Sara's picture


Hi Cryene, I'm writing a paper on CIPA and I'd love to talk to you to learn more about you. Please respond if you see this post! And if you are willing to be interviewed!

Serendip Visitor's picture

school concerns

Do you have any special accommodations and/or services in place at school? If so, please describe.

Visitor's picture

To inquire

Pls does it always come with inability to sweat.

Serendip Visitor sherbear's picture

funny creatures are we!

I am now 33. I have had broken noses and dislocations of my joints (especially wrists) numerous times. Because I didn't recognize the implications of the injury, I set my own bones; of course so I could use them again and they'd look right. I have had root canals and teeth extractions without any need for anaesthetics. I am kind of like human novacaine when it comes to outside skin. I can have stitches without discomfort. I went 11 months with a 0 percent ejection fracture gall bladder before I finally found a surgeon in Ohio that could remove the darn thing.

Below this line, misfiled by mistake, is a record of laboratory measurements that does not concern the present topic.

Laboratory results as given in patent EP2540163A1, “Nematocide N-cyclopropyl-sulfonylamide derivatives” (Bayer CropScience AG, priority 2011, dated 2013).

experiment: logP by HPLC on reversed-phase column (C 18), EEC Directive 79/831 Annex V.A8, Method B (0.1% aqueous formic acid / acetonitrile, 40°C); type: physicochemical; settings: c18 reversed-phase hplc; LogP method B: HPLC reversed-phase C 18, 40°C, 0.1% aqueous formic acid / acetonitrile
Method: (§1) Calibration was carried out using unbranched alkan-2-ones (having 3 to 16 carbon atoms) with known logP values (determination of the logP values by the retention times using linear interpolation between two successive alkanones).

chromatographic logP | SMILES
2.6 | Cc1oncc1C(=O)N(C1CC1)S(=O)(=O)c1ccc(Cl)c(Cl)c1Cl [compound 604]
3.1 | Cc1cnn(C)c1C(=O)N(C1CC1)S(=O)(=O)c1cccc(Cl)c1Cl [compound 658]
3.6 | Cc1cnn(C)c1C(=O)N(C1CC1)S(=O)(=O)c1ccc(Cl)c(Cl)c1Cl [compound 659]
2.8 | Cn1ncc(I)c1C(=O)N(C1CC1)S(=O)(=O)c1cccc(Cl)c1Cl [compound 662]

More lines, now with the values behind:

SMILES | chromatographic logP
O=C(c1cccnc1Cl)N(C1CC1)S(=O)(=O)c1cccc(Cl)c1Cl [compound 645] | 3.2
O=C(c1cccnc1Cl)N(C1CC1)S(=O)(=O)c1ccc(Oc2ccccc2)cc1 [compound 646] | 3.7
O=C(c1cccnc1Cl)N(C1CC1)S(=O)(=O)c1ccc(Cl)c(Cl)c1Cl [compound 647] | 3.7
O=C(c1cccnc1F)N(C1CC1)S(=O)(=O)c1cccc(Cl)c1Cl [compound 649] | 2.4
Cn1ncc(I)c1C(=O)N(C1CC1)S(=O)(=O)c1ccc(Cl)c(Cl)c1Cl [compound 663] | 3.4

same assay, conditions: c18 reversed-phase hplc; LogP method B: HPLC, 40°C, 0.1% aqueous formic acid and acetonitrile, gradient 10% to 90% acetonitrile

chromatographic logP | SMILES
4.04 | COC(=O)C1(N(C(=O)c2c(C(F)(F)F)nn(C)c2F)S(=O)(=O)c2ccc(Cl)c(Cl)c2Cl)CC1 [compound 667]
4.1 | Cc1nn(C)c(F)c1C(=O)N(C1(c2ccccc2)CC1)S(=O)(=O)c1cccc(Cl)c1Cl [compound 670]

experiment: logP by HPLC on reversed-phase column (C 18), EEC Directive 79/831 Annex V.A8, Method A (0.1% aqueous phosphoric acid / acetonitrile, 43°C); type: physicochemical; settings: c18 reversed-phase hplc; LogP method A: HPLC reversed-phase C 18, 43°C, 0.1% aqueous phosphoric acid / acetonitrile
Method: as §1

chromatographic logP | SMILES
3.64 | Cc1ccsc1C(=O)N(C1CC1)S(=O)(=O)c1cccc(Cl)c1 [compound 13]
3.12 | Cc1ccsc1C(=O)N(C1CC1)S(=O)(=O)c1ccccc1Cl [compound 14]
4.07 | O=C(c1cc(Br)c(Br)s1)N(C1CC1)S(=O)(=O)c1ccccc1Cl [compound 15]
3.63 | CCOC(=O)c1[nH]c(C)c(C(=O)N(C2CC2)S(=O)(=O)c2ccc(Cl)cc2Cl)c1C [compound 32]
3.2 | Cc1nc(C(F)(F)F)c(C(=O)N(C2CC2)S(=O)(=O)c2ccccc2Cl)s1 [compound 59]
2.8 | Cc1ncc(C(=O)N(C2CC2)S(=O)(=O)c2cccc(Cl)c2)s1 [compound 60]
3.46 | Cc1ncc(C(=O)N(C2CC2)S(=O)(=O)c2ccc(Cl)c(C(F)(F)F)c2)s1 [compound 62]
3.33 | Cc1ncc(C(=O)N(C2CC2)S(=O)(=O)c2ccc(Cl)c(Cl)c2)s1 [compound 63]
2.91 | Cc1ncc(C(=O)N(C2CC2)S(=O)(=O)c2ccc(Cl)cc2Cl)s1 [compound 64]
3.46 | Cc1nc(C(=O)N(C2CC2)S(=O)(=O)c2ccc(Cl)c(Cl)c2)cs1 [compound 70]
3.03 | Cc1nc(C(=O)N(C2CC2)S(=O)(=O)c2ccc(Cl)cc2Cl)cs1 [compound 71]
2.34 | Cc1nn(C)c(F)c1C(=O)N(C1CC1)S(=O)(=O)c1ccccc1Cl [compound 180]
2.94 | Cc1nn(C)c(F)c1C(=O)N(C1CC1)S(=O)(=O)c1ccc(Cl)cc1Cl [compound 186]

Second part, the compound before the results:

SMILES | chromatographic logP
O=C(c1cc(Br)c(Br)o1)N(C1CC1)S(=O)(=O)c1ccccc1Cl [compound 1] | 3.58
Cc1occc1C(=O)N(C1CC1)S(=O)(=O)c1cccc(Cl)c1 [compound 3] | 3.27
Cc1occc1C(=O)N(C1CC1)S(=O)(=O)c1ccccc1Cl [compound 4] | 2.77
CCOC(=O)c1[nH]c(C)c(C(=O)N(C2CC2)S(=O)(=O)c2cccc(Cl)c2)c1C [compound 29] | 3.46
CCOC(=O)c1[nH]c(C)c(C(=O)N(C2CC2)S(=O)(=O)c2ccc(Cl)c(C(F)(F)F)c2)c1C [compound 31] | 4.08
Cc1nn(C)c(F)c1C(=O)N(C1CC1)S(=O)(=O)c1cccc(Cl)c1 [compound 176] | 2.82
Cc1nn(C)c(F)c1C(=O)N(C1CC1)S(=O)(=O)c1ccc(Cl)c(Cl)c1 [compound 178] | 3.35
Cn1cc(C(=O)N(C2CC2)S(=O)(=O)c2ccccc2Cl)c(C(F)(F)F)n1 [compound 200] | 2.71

Life can be tough. People are frequently afraid of what seems different or out of place. Sometimes it is hard for us to fit in or to get help. Hang in there guys! The dysautonomic issues are usually the worst. Have faith. And remember to love.

Serendip Visitor's picture

I have a one year old son

I have a one year old son that fits some of these examples it is very scary for me bc he turned over a dreeser on hisself he cried but only bc he was scared not bc he was hurt as a parent you know which cry is for what. then this past saturday we went to the park and fire ants was covering his legs and feet they really got him and wouldn't u know he didn't even cry.... He also has a hearing loss do to nerve damage so I was just wondering could it be do to the nerve damage.please reply

brittany miller's picture

cant feel pain disorder